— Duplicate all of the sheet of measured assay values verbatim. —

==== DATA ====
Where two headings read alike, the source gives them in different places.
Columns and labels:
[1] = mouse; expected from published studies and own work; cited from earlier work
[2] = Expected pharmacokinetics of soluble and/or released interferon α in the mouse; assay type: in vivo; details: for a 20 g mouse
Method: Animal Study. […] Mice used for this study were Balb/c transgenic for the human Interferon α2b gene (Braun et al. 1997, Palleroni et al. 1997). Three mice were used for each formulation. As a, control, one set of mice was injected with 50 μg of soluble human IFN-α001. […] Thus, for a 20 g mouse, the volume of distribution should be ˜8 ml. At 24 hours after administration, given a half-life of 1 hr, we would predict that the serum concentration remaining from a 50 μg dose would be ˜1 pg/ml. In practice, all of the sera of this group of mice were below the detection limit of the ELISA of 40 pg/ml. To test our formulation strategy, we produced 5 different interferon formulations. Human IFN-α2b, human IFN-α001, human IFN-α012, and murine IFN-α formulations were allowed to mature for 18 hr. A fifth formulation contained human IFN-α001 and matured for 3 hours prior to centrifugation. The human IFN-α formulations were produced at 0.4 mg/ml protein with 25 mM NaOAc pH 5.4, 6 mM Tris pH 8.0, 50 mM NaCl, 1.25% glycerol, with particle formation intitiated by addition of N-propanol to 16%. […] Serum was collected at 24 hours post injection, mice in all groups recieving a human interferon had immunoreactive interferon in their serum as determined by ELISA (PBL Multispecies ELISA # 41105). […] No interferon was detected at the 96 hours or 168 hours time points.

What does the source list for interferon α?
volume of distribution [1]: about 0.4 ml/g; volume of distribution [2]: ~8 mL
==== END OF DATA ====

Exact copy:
Where two headings read alike, the source gives them in different places.
Columns and labels:
[1] = mouse; expected from published studies and own work; cited from earlier work
[2] = Expected pharmacokinetics of soluble and/or released interferon α in the mouse; assay type: in vivo; details: for a 20 g mouse
Method: Animal Study. […] Mice used for this study were Balb/c transgenic for the human Interferon α2b gene (Braun et al. 1997, Palleroni et al. 1997). Three mice were used for each formulation. As a, control, one set of mice was injected with 50 μg of soluble human IFN-α001. […] Thus, for a 20 g mouse, the volume of distribution should be ˜8 ml. At 24 hours after administration, given a half-life of 1 hr, we would predict that the serum concentration remaining from a 50 μg dose would be ˜1 pg/ml. In practice, all of the sera of this group of mice were below the detection limit of the ELISA of 40 pg/ml. To test our formulation strategy, we produced 5 different interferon formulations. Human IFN-α2b, human IFN-α001, human IFN-α012, and murine IFN-α formulations were allowed to mature for 18 hr. A fifth formulation contained human IFN-α001 and matured for 3 hours prior to centrifugation. The human IFN-α formulations were produced at 0.4 mg/ml protein with 25 mM NaOAc pH 5.4, 6 mM Tris pH 8.0, 50 mM NaCl, 1.25% glycerol, with particle formation intitiated by addition of N-propanol to 16%. […] Serum was collected at 24 hours post injection, mice in all groups recieving a human interferon had immunoreactive interferon in their serum as determined by ELISA (PBL Multispecies ELISA # 41105). […] No interferon was detected at the 96 hours or 168 hours time points.

What does the source list for interferon α?
volume of distribution [1]: about 0.4 ml/g; volume of distribution [2]: ~8 mL